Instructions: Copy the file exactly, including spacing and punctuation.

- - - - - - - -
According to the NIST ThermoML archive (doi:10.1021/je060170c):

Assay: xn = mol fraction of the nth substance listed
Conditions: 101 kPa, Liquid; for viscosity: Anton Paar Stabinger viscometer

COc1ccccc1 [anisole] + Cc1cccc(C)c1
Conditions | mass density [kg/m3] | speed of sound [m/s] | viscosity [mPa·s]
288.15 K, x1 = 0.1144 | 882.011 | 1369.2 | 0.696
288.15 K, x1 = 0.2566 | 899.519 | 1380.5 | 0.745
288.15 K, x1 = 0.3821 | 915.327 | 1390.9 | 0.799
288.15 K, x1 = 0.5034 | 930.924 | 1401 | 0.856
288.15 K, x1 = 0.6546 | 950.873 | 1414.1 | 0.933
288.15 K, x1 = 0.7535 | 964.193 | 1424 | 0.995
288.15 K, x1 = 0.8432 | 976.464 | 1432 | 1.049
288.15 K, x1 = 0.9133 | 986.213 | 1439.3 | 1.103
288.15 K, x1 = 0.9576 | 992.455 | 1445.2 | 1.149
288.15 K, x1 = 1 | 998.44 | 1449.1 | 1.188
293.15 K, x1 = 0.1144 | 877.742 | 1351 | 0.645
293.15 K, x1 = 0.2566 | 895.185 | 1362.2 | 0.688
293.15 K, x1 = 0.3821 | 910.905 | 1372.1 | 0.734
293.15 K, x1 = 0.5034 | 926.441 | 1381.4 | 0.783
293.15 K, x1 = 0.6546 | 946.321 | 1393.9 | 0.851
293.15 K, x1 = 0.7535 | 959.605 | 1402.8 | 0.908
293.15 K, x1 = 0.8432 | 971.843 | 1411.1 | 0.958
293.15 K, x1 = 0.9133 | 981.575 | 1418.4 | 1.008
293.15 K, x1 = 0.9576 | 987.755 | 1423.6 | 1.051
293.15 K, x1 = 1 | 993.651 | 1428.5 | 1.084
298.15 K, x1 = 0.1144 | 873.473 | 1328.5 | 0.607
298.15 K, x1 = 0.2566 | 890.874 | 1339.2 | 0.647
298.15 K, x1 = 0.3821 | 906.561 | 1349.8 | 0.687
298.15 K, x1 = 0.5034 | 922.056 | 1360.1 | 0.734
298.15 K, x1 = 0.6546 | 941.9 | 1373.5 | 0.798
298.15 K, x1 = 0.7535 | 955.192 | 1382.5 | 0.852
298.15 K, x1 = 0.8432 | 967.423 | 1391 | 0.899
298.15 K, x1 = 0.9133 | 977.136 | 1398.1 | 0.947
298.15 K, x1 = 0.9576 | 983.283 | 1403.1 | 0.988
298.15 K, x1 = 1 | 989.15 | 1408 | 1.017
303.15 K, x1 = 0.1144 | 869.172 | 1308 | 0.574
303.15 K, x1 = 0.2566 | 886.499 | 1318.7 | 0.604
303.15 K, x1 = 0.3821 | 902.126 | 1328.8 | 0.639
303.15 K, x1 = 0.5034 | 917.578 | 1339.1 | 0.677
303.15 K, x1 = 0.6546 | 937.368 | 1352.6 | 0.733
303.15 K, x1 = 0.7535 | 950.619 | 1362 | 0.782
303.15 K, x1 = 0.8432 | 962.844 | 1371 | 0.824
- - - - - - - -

According to the NIST ThermoML archive (doi:10.1021/je060170c):

Assay: xn = mol fraction of the nth substance listed
Conditions: 101 kPa, Liquid; for viscosity: Anton Paar Stabinger viscometer

COc1ccccc1 [anisole] + Cc1cccc(C)c1
Conditions | mass density [kg/m3] | speed of sound [m/s] | viscosity [mPa·s]
288.15 K, x1 = 0.1144 | 882.011 | 1369.2 | 0.696
288.15 K, x1 = 0.2566 | 899.519 | 1380.5 | 0.745
288.15 K, x1 = 0.3821 | 915.327 | 1390.9 | 0.799
288.15 K, x1 = 0.5034 | 930.924 | 1401 | 0.856
288.15 K, x1 = 0.6546 | 950.873 | 1414.1 | 0.933
288.15 K, x1 = 0.7535 | 964.193 | 1424 | 0.995
288.15 K, x1 = 0.8432 | 976.464 | 1432 | 1.049
288.15 K, x1 = 0.9133 | 986.213 | 1439.3 | 1.103
288.15 K, x1 = 0.9576 | 992.455 | 1445.2 | 1.149
288.15 K, x1 = 1 | 998.44 | 1449.1 | 1.188
293.15 K, x1 = 0.1144 | 877.742 | 1351 | 0.645
293.15 K, x1 = 0.2566 | 895.185 | 1362.2 | 0.688
293.15 K, x1 = 0.3821 | 910.905 | 1372.1 | 0.734
293.15 K, x1 = 0.5034 | 926.441 | 1381.4 | 0.783
293.15 K, x1 = 0.6546 | 946.321 | 1393.9 | 0.851
293.15 K, x1 = 0.7535 | 959.605 | 1402.8 | 0.908
293.15 K, x1 = 0.8432 | 971.843 | 1411.1 | 0.958
293.15 K, x1 = 0.9133 | 981.575 | 1418.4 | 1.008
293.15 K, x1 = 0.9576 | 987.755 | 1423.6 | 1.051
293.15 K, x1 = 1 | 993.651 | 1428.5 | 1.084
298.15 K, x1 = 0.1144 | 873.473 | 1328.5 | 0.607
298.15 K, x1 = 0.2566 | 890.874 | 1339.2 | 0.647
298.15 K, x1 = 0.3821 | 906.561 | 1349.8 | 0.687
298.15 K, x1 = 0.5034 | 922.056 | 1360.1 | 0.734
298.15 K, x1 = 0.6546 | 941.9 | 1373.5 | 0.798
298.15 K, x1 = 0.7535 | 955.192 | 1382.5 | 0.852
298.15 K, x1 = 0.8432 | 967.423 | 1391 | 0.899
298.15 K, x1 = 0.9133 | 977.136 | 1398.1 | 0.947
298.15 K, x1 = 0.9576 | 983.283 | 1403.1 | 0.988
298.15 K, x1 = 1 | 989.15 | 1408 | 1.017
303.15 K, x1 = 0.1144 | 869.172 | 1308 | 0.574
303.15 K, x1 = 0.2566 | 886.499 | 1318.7 | 0.604
303.15 K, x1 = 0.3821 | 902.126 | 1328.8 | 0.639
303.15 K, x1 = 0.5034 | 917.578 | 1339.1 | 0.677
303.15 K, x1 = 0.6546 | 937.368 | 1352.6 | 0.733
303.15 K, x1 = 0.7535 | 950.619 | 1362 | 0.782
303.15 K, x1 = 0.8432 | 962.844 | 1371 | 0.824